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Classroom Activities

National History Day 2007–2008
Finding Information on Our Site

Painting by John Mix Stanley

Are you looking for text as well as images? Follow the instructions under "Searching the Site" to find Web pages related to your topic. If you have time to browse, see "Exploring the Site."

Searching the Smithsonian American Art Museum Web Site

Type a search term in the "Search the Site" box at the top of any Web page and click on the arrow or hit "Enter." The returns will be sorted into groups so you can easily find the kinds of pages most useful to you. For example, if you search on "civil war," you will get a list of pages found—including 22 pages in Art Information Resources, 94 in Collections and Exhibitions, and 26 artworks from our collection. Click on these links to find text or more images that relate to your historical topic.

Exploring the Site

Online Exhibitions


The Smithsonian American Art Museum Web site has thirty-three virtual exhibitions. In addition to information about artists and artworks, these exhibitions often provide historical context. For example, the "Impact" section of Posters American Style explores U.S. military involvement in Vietnam and civil rights movements in the 1960s.


Director's Choice


Smithsonian American Art Museum Director Elizabeth Broun shares her thoughts about thirteen personal favorites from the museum's collection. She reveals how artists use their tools to convey meaning. Broun often provides insight into the historical circumstances of the time.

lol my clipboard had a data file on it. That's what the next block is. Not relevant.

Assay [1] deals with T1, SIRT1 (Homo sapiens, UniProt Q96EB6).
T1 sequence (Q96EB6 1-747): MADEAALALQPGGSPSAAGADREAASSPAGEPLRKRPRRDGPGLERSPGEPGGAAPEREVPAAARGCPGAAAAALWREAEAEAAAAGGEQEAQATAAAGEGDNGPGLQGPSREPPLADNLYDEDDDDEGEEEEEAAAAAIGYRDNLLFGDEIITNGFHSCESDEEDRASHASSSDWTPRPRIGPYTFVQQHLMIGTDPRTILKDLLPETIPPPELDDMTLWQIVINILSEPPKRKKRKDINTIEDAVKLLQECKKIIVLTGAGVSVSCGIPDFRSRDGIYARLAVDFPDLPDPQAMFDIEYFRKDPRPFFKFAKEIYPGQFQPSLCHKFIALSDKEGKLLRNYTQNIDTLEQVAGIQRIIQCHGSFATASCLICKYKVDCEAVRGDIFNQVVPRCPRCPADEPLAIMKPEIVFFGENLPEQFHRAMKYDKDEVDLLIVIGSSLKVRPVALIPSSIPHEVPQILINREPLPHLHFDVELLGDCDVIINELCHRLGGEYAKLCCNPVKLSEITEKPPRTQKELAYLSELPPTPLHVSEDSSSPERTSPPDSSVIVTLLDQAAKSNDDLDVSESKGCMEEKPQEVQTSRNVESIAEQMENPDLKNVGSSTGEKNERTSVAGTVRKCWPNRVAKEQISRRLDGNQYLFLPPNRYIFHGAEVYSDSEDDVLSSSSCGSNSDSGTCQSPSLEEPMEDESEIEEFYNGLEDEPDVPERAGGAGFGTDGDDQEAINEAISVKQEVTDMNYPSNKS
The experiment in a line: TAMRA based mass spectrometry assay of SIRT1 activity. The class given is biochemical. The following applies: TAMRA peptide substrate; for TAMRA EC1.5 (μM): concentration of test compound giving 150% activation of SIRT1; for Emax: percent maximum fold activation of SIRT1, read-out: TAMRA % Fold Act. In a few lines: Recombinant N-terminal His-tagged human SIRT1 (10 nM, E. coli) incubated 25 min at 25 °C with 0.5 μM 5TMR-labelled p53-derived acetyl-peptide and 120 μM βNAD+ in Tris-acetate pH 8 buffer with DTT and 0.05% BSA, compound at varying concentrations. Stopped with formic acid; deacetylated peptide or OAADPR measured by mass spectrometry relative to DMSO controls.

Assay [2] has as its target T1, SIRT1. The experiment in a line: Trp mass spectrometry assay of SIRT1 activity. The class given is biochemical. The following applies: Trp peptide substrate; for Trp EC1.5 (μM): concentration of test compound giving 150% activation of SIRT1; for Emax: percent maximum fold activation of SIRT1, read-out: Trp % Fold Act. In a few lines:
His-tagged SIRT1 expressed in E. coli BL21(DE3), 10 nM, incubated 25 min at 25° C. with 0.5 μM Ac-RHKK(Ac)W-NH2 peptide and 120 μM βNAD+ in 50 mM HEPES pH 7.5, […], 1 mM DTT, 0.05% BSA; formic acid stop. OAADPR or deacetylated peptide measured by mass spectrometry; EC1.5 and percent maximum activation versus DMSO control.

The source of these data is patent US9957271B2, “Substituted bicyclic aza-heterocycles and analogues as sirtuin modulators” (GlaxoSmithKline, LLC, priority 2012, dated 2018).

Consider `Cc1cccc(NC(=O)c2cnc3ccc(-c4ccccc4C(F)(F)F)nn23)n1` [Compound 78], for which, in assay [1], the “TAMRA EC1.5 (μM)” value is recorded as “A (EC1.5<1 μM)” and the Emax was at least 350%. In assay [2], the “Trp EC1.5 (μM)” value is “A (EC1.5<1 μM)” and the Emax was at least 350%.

One of these, Interior with Portraits by Thomas LeClear, is featured in the magazine Smithsonian in Your Classroom. In Every Picture has a Story, a two part lesson produced by the Smithsonian Center for Education and Museum Studies, students make observations and inferences about pictures and use their predicting skills to try to determine the chronological order of the pictures.


Classroom Resources


Online resources such as Pueblo Indian Watercolors and The Art and Life of William H. Johnson explore the meaning of artworks within their cultural context.


Campfire Stories with George Catlin: An Encounter of Two Cultures


Learn about Native American individuals, customs, and landscapes using Catlin's art and writings as departure points. This Web site presents and interprets hundreds of Catlin's artworks as well as primary source documents-his handwritten sketchbook and his 1841 publication Letters and Notes on the Manners, Customs, and Conditions of North American Indians.



Pictured: John Mix Stanley, 1869, The Trial of Red Jacket, oil, 23 1/2 x 36 1/8 in., Smithsonian American Art Museum, Gift of George M. Stanley (grandson of the artist) and family and museum purchase, 1990.34